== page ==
I appreciate your wise advice and as a teacher-librarian rock star in the making, I look forward to reading more of your ideas and thoughts.
    Liz

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    1. Hi Liz, WOW. I have been rendered unusually speechless and humbled by your kind comment.Thank you. When you do decide to start up your Twitter please reach out to me and reference this comment and I will be proud to follow your adventures!
      Cheers!
      ~Gwyneth

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  10. Thank you for sharing your story. It is important and cathartic to let your feelings find a space outside of your head. I am still struggling with the loss of two of my high school students--Since my school was advisory/internship based, I had the same kids for all four years as their primary teacher. I actually just wrote about what happened to them, but deleted it. Maybe someday I will be brave like you and share the story to find a space to let it be.

    I am now a elementary school librarian and love my job. It is important to keep doing what makes you happy. I had a wise principal say to me, "When you are sad or mad about things you have no control over, go to the kids who make you smile and get you to focus on the good in the world." He was right.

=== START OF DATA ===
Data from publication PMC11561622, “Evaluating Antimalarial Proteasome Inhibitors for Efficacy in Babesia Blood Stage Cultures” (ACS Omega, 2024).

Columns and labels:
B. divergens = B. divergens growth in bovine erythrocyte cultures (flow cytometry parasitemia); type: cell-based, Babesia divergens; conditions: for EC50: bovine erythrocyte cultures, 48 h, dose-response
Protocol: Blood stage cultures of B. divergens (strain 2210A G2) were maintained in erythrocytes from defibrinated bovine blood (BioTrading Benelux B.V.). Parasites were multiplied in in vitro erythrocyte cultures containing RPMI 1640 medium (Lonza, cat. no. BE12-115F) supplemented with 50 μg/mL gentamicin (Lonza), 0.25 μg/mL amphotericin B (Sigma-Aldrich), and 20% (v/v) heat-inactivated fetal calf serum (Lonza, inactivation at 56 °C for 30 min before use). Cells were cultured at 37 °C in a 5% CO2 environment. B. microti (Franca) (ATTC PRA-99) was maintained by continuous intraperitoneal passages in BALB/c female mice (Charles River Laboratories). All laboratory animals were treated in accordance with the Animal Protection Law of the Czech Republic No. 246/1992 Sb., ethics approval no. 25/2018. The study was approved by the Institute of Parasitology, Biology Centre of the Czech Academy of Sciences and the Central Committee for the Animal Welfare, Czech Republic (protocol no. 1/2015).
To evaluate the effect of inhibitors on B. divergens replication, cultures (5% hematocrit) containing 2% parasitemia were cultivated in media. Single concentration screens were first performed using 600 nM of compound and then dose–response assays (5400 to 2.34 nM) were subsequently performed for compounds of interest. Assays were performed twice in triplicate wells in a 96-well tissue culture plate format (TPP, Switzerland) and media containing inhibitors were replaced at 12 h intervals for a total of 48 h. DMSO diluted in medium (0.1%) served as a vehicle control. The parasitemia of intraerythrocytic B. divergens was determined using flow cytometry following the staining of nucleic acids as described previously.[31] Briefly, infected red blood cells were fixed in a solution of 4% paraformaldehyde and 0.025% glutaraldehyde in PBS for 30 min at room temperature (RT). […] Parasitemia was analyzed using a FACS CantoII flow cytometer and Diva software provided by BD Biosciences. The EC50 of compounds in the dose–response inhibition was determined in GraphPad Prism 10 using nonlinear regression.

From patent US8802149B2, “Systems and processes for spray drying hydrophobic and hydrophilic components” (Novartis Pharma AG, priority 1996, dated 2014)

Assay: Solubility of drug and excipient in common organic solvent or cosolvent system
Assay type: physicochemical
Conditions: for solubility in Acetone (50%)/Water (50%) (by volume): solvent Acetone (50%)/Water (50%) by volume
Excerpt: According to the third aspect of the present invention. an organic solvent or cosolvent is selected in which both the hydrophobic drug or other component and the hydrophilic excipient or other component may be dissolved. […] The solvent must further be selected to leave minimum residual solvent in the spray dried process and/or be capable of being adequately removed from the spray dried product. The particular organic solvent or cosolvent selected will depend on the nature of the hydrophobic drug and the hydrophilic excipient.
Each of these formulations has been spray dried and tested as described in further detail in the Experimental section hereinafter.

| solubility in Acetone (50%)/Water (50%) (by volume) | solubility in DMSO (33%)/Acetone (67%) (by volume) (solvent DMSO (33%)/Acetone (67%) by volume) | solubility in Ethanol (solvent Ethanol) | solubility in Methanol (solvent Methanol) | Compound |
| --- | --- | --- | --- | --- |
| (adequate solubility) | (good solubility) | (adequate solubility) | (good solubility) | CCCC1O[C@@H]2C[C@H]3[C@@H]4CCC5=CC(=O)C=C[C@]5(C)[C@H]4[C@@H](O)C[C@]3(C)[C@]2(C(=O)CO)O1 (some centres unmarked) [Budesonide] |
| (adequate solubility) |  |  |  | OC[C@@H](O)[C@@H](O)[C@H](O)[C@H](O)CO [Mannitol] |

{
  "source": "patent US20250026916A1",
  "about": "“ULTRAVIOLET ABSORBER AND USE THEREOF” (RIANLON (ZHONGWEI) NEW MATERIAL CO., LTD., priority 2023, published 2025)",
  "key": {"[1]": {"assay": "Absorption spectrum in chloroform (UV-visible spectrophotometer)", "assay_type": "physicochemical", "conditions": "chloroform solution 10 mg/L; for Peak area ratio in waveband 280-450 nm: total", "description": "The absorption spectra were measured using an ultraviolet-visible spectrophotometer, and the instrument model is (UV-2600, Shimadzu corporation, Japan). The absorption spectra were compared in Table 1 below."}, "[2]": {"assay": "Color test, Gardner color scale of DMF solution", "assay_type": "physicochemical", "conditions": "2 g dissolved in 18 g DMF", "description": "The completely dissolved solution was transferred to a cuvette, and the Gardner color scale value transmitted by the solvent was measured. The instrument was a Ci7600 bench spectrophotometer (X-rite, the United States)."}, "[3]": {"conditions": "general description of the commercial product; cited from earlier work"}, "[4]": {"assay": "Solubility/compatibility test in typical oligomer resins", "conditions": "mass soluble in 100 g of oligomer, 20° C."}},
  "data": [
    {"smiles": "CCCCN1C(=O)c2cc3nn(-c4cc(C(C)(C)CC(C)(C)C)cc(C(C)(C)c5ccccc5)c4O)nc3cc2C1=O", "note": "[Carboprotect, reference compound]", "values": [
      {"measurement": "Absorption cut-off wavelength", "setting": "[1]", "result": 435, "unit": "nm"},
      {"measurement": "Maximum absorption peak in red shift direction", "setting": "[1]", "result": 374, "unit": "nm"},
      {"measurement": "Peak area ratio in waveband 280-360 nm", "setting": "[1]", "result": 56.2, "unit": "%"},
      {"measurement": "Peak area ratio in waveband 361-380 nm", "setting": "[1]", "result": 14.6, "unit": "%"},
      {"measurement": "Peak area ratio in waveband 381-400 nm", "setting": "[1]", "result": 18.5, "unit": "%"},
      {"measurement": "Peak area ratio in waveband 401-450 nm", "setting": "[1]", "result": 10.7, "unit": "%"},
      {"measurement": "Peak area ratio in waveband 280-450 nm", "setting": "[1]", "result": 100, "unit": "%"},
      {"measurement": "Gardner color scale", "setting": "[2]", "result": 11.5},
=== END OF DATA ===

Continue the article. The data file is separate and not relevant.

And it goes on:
I wish you all the happiness in the world. I believe the ones you lose are never far from your heart, but they want you to keep moving and that is just what you are doing.
    Best,
    Kim B.

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    1. Dear Kim B, Thank you for your comment and more for your kind words of comfort and support.

      I really like

      ""When you are sad or mad about things you have no control over, go to the kids who make you smile and get you to focus on the good in the world."

      I wish I knew the name of this principal so I could credit him properly. I wish I knew your Twitter or Instagram name so I could follow you. I think we would be kindred spirits. That Anne girl of Green Gables had a lot of wisdom.